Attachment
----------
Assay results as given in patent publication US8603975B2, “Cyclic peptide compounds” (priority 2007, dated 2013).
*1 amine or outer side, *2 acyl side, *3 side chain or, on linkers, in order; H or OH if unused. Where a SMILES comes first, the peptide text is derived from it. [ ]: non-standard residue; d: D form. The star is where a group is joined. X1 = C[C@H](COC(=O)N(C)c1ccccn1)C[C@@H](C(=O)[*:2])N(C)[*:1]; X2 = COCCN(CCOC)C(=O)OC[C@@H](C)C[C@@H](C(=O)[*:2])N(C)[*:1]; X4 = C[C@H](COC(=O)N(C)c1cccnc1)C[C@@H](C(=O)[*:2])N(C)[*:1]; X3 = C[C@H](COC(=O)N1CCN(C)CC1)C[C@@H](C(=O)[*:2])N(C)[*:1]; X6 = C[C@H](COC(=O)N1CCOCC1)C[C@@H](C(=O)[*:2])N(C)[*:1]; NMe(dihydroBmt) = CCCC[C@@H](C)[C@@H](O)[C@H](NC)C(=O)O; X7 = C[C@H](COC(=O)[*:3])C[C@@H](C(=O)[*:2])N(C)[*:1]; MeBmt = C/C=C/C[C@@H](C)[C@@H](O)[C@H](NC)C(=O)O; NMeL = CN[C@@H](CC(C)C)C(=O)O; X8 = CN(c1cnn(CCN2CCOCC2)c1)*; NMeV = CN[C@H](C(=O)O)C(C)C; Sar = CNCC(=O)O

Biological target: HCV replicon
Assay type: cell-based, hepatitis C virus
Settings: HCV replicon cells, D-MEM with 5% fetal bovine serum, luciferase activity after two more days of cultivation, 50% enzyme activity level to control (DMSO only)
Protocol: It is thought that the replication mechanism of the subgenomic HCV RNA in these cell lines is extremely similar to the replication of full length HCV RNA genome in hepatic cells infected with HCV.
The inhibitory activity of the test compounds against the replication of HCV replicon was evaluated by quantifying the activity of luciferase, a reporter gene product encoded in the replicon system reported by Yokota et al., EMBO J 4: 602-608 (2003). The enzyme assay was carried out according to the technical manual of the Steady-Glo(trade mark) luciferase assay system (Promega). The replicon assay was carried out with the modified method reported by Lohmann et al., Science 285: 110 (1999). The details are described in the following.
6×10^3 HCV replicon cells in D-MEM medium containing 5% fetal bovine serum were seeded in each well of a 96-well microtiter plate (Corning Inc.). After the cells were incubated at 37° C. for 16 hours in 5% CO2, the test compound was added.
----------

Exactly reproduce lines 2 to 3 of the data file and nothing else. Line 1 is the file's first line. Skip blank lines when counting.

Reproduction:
*1 amine or outer side, *2 acyl side, *3 side chain or, on linkers, in order; H or OH if unused. Where a SMILES comes first, the peptide text is derived from it. [ ]: non-standard residue; d: D form. The star is where a group is joined. X1 = C[C@H](COC(=O)N(C)c1ccccn1)C[C@@H](C(=O)[*:2])N(C)[*:1]; X2 = COCCN(CCOC)C(=O)OC[C@@H](C)C[C@@H](C(=O)[*:2])N(C)[*:1]; X4 = C[C@H](COC(=O)N(C)c1cccnc1)C[C@@H](C(=O)[*:2])N(C)[*:1]; X3 = C[C@H](COC(=O)N1CCN(C)CC1)C[C@@H](C(=O)[*:2])N(C)[*:1]; X6 = C[C@H](COC(=O)N1CCOCC1)C[C@@H](C(=O)[*:2])N(C)[*:1]; NMe(dihydroBmt) = CCCC[C@@H](C)[C@@H](O)[C@H](NC)C(=O)O; X7 = C[C@H](COC(=O)[*:3])C[C@@H](C(=O)[*:2])N(C)[*:1]; MeBmt = C/C=C/C[C@@H](C)[C@@H](O)[C@H](NC)C(=O)O; NMeL = CN[C@@H](CC(C)C)C(=O)O; X8 = CN(c1cnn(CCN2CCOCC2)c1)*; NMeV = CN[C@H](C(=O)O)C(C)C; Sar = CNCC(=O)O

Biological target: HCV replicon